Why studying the humanities makes us better citizens

When we lose interest in the humanities, we lose our capacity for empathy and friendship.
Catholic Voices

My good friend John von Heyking published a marvelous book in 2016, The Form of Politics: Aristotle and Plato on Friendship (McGill-Queen’s University Press). The book argues for something important: We should recover a sense that politics is not about a partisan competition or any effort to win by defeating somebody else. Politics is friendship—and really the highest form of friendship. Politics is the sort of friendship that builds our communities. It is the means by which we discover and seek the common good together. For real politics to be possible, we have to see one another as friends. 

We want to be precise about that word friends. We all know that there are many kinds of friendship. We have close, lifelong friends. We also have friends who are the neighbors we wave to, the people we know through work, the cashier at the local store, and a wide range of other casual acquaintances. It is not necessary to see every friend as someone who is close or whom we know intimately. But in the most ordinary sense, when we say friend we mean someone from whom we anticipate goodwill and toward whom we wish no harm. 

This is closer to the sort of friendship we are talking about in politics. Citizenship needs to be based on that feeling of kinship with others. There must come a point where our disagreements pause while we recognize what we share in common. Even if our fellow citizens are not our closest or most intimate friends, our friendship with them is higher than any other because that kind of civility makes our civilization possible. Such friendship enables us to live together in peace and build something through a common effort, even over our disagreements.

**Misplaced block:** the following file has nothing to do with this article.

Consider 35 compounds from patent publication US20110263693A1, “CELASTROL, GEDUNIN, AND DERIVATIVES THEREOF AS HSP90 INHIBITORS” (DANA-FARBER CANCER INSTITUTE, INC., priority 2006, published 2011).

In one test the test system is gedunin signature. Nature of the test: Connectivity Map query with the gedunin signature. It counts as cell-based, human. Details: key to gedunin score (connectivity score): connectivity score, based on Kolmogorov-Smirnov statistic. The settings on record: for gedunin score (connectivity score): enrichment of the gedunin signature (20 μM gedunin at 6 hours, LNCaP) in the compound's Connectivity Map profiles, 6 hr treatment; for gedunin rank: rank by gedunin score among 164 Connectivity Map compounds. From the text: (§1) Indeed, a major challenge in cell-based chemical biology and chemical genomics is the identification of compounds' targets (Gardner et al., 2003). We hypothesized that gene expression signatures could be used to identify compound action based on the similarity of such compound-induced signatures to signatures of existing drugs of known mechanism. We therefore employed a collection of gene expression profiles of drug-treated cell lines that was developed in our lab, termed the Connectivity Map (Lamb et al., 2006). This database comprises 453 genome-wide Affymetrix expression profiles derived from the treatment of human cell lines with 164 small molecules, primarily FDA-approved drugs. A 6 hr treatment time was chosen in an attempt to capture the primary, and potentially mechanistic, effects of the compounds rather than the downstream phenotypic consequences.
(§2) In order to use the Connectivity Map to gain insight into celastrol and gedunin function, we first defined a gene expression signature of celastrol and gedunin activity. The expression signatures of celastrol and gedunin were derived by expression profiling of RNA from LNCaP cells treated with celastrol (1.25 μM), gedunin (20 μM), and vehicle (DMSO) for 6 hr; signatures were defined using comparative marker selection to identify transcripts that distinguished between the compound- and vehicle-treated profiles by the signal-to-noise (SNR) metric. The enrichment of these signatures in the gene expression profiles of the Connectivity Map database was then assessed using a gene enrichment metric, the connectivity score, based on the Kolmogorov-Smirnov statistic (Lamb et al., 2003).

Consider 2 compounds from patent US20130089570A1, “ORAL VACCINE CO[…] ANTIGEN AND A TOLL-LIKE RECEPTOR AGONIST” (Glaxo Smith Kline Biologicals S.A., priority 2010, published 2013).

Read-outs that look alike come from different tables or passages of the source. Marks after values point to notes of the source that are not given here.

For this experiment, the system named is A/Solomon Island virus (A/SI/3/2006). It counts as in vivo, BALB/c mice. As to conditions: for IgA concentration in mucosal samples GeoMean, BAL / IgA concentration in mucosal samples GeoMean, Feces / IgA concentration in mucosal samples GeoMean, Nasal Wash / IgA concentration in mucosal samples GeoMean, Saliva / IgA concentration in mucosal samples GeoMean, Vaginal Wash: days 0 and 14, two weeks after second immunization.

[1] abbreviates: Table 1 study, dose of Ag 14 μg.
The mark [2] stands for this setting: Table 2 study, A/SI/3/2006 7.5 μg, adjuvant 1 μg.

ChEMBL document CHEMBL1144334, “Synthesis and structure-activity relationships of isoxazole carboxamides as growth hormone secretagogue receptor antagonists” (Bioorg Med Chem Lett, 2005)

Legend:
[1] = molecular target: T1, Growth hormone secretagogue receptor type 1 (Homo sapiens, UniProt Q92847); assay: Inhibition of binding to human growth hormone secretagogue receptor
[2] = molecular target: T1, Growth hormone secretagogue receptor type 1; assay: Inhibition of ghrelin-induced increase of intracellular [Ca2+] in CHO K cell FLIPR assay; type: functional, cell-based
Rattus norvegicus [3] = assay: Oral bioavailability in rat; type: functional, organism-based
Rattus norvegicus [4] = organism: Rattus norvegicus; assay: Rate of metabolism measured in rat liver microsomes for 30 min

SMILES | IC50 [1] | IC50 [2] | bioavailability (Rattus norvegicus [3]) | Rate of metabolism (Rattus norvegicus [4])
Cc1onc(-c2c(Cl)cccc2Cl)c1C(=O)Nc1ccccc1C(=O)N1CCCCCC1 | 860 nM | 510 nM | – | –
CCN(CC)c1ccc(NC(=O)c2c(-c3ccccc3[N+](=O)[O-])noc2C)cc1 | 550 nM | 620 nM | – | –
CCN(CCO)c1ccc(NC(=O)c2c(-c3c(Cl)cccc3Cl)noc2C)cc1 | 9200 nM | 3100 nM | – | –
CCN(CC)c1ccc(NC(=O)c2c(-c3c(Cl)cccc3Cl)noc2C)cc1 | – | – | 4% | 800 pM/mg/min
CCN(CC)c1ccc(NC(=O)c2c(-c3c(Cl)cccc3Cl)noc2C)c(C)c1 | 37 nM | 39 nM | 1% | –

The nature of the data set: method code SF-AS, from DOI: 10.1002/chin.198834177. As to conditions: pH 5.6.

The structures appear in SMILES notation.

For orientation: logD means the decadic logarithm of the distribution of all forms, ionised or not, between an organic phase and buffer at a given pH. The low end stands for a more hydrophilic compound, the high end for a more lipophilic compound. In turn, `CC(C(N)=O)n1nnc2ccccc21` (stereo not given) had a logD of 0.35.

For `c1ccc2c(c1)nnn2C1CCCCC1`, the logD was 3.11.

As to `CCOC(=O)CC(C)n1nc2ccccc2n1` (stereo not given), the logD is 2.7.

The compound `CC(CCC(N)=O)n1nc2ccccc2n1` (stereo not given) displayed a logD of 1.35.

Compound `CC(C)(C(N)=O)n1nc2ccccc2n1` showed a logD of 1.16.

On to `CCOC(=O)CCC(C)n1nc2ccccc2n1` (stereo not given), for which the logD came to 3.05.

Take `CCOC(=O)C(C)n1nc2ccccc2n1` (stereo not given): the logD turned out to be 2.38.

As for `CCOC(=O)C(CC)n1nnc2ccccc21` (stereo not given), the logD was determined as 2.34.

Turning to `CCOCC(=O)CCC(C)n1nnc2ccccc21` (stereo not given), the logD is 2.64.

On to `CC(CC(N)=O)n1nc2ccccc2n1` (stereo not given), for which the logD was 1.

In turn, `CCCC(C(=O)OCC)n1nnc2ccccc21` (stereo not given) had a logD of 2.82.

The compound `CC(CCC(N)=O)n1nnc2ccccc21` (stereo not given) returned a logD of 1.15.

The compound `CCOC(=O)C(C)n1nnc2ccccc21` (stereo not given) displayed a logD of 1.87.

Von Heyking’s book contains a lot of wisdom, but one particularly wonderful line stays with me, because it points to the true problem that haunts our politics today. He writes, “The purpose of politics is peace, and the regime that does not know what to do with peace will necessarily be warlike.” In other words, the deepest problem with our politics only appears to be its warlike polarization and its never-ending conflict. In fact, our ongoing, divisive arguments are only a symptom of the deeper, truer problem: We do not know what to do with peace. We do not know how to practice politics. We do not know how to see one another as friends.


Von Heyking’s insight arrives in a book about Plato and Aristotle and about an ancient Greek world where theater and poetry were an important part of a close-knit, free civic community. The science of history began in that Greek world with Thucydides, who sought to understand why his city went to war with another city. Those Greeks did go to war, of course. But they also knew what to do with peace. War and conflict were not, as von Heyking says, “necessary” for them. They knew that the arts and what we call the humanities build up our human kinship and make us friends. They practiced a healthy, participatory politics in a strong community.

Americans were once able to do that, too. We were never perfect, any more than the Greeks were. But at one time we had the knack of political friendship. It was more possible for disagreements to end at the water’s edge. Patriotism once bound us all together. Now, patriotic expressions like waving the flag place us on one side of a political argument, and too many Americans feel as if their worst enemies are not abroad but here at home. I have a theory about what has happened.

Greek civilization collapsed after a generations-long conflict, the Peloponnesian War. Something similar has happened to us since the Cold War. Not only did war and conflict become a too-easily indulged habit of mind during those years, but something else happened too.